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Knowledge Base

Generating Barcodes

Note: If your database is empty, you’ll first need to fill it either with values directly entered or autofilled. This tutorial shows you only how to view and save those values as barcode images.

It is important to note you do not need to use barcodes or QR codes generated by the CodeREADr platform. In fact, most clients generate their own barcodes and just upload the barcode values to databases on our servers.

If you prefer, you can use CodeREADr to generate QR code images and then merge the images into printed media and/or electronic media (email, web, etc.). You then can distribute the images with whatever tools you have for your application.

View and Save One Barcode at a Time

To generate barcodes through the database menu, do the following:

  1. First, click on the ‘Databases’ link on the navigation menu.
  2. Second, click on the database (or its Edit button) from which you would like to generate barcodes.
  3. Third, click on the barcode link on the top right side of any barcode value entry to generate a barcode image.
barcode link

You can right click to “Save Image As”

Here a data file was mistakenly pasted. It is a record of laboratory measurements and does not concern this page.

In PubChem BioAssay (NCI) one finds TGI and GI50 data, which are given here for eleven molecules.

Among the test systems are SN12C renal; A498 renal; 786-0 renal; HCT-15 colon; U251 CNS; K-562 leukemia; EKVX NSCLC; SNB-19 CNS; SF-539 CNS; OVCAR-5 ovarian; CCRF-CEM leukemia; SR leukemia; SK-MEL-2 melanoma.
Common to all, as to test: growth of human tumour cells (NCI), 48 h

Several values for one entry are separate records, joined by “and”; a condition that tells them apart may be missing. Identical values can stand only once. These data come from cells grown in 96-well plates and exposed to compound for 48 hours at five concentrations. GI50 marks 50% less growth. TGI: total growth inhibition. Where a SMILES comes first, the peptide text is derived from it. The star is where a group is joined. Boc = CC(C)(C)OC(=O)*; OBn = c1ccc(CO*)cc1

Barcode value example

Bulk Export Barcode Images

QR code images can be exported in bulk from the Databases page or the Tasks page.

Click “Export” on the  Database page or “Export Barcodes” on the Tasks page. Once the generation task is complete, you can directly download the ZIP file including all your images. We also send you an email with a link to download a ZIP file.

Standard vs. Branded Barcodes

Without a paid plan you can generate both Standard and Branded QR codes for testing purposes. A Standard QR code includes just the QR code and associated human-readable text. Branded QR codes can be customized with an image and text.

If you’ve signed up for at least a 5-Device paid plan, you can generate a large number of QR codes. You can upgrade to a paid plan and downgrade back to the Free Plan as needed.

There is a limit of 100MB per generation request. The number of QR codes that limit represents depends on the image used and the QR code size. The typical size for a Standard QR code is 5KB. The typical size of a Branded QR code is 25KB (assumes small image size – e.g. 120×120 pixels).

  • Standard ~ 20,000 QR codes (typical).
  • Branded ~ 4,000 QR codes (typical)

If the number of values in your database could create an export file larger than the 100MB limit, please contact bizdev@codereadr.com. Learn more about branded QR codes.

Printing Barcodes

IMPORTANT: To print your exported QR codes on labels we recommend purchasing label sheets (Avery, etc.) where the entire sheet is a single, adhesive-backed label. Once printed you can then cut it to size. Also, if you need to generate QR codes in batches, we suggest you create a new database for new values. In that way, you can print just the new values. Remember, though, if you are validating against these values you need to also upload them to the validation database you use for scanning.

Here are some alternatives to printing the QR codes generated by our service: